David Bomberg

Study for ‘Sappers at Work: A Canadian Tunnelling Company, Hill 60, St Eloi’

c.1918–9

Medium
Oil paint on canvas
Dimensions
Support: 3042 x 2438 mm
frame: 2513 x 3113 x 75 mm
Collection
Tate
Acquisition
Purchased 1959
Reference
T00319

Display caption

Bomberg’s painting commemorates an incident in the First World War, in which a company of Canadian soldiers dug tunnels under the German trenches to lay explosives. The operation was in preparation for a surprise assault on the enemy defences at Ypres. This work was a preliminary study for a painting commissioned by the Canadian Government for a War Memorial exhibition. It was criticised at the time as a ‘Futurist abortion’, although Bomberg had compromised the radical abstraction of his earlier Vorticist work for a more representational style.

Gallery label, July 2007

Catalogue entry

T00319 STUDY FOR ‘SAPPERS AT WORK: A CANADIAN TUNNELLING COMPANY. HILL 60, ST ELOI’
c. 1918–19
 
Not inscribed.
Canvas, 119 3/4×96 (304×244).
Purchased from the artist's widow (Grant-in-Aid) 1959.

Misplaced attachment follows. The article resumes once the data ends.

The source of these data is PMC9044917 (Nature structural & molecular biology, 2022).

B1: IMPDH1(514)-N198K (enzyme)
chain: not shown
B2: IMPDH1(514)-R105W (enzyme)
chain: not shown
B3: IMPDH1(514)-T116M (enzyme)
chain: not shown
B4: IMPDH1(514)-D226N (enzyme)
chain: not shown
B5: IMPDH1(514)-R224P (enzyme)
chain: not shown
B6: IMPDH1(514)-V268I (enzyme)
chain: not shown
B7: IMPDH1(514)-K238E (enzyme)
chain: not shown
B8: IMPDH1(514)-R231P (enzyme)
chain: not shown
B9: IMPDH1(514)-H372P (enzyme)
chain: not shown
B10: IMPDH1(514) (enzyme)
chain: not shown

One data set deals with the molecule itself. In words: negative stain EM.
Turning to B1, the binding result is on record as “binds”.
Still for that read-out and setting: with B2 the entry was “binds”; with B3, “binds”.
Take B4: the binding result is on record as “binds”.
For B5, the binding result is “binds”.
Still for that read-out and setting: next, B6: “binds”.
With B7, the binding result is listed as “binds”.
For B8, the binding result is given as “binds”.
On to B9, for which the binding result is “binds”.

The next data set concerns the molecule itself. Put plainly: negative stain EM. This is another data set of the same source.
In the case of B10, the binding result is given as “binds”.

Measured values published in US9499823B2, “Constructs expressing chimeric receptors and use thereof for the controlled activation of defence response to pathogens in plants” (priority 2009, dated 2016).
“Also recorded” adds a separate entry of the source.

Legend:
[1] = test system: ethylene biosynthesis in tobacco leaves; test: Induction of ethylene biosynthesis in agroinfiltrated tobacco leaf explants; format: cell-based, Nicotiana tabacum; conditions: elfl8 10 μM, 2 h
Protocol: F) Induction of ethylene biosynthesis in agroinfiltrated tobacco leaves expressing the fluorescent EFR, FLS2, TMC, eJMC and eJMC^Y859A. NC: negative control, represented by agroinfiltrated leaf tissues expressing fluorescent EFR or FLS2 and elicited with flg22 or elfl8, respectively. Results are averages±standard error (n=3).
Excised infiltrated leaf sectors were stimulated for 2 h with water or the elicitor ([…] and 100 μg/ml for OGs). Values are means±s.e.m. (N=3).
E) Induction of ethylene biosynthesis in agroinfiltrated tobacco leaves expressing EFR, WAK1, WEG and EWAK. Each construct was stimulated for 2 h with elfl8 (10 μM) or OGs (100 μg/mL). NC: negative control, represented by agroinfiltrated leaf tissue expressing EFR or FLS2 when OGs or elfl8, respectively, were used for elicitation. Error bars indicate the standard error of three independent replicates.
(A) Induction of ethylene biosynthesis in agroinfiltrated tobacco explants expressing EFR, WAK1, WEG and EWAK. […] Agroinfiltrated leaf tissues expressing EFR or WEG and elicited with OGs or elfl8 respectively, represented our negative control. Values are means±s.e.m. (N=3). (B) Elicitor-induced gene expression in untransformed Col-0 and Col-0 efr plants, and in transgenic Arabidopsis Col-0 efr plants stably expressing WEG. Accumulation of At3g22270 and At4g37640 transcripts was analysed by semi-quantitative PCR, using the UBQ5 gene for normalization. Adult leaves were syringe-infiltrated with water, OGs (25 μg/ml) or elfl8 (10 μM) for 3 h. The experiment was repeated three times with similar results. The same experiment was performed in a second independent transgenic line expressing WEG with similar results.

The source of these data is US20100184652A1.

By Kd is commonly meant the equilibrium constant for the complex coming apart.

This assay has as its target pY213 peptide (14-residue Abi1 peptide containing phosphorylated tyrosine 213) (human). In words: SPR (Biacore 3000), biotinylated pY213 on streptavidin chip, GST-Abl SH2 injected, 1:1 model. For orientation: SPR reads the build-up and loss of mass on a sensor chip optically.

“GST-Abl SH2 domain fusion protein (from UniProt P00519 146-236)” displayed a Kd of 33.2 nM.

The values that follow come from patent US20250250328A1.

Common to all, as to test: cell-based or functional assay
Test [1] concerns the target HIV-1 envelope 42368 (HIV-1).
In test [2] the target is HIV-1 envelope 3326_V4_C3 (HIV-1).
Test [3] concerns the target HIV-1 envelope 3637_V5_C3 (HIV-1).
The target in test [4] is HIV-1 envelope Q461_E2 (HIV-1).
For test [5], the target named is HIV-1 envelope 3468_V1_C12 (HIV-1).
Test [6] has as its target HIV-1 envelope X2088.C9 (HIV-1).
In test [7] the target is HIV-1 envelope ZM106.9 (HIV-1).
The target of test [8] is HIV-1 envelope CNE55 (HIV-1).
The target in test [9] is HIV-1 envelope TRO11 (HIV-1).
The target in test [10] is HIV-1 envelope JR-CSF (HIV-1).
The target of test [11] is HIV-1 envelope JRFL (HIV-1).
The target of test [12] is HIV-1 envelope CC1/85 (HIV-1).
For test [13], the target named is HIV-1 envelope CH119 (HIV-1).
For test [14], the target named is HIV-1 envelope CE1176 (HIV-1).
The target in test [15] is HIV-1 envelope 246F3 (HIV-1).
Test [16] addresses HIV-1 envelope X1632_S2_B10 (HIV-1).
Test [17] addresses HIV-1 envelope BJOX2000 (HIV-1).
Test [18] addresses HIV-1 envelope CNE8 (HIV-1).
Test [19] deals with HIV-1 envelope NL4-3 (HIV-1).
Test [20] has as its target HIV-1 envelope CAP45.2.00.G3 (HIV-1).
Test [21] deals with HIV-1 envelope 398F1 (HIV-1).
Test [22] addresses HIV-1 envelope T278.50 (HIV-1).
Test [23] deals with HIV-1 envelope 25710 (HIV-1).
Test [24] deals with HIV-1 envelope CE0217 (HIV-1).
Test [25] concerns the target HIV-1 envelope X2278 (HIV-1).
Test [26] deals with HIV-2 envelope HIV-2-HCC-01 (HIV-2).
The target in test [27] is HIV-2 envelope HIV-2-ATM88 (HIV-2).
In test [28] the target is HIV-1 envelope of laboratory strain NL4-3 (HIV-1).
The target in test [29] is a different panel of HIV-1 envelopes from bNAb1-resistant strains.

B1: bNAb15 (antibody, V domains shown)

One of the full-scale studies for the painting commissioned in 1918 by the Canadian Government for the Canadian War Memorial. The first version was rejected as being too Cubist and was therefore not included in the War Memorial exhibition held at the R.A. in October–November 1919. The final version is now in the National Gallery of Canada, Ottawa, and measures 120×96 inches. In the present version the artist attempted to include more realistic detail to satisfy the requirements of the military authorities. An idea of the successive stages of development towards a more figurative design may be gained from a study of the two early Cubist compositions in colour lent to the Arts Council Bomberg exhibition, 1958 (57), and the pen drawing reproduced in the catalogue (58, repr. pl.2), which, with the pen drawing, N03723, are more naturalistic. Basically T00319 retains the same compositional elements as the two drawings except that the right half is here cut short at the figure carrying a load on his head. The composition is also squarer, more compressed, and there is no suggestion of any great recession into the picture.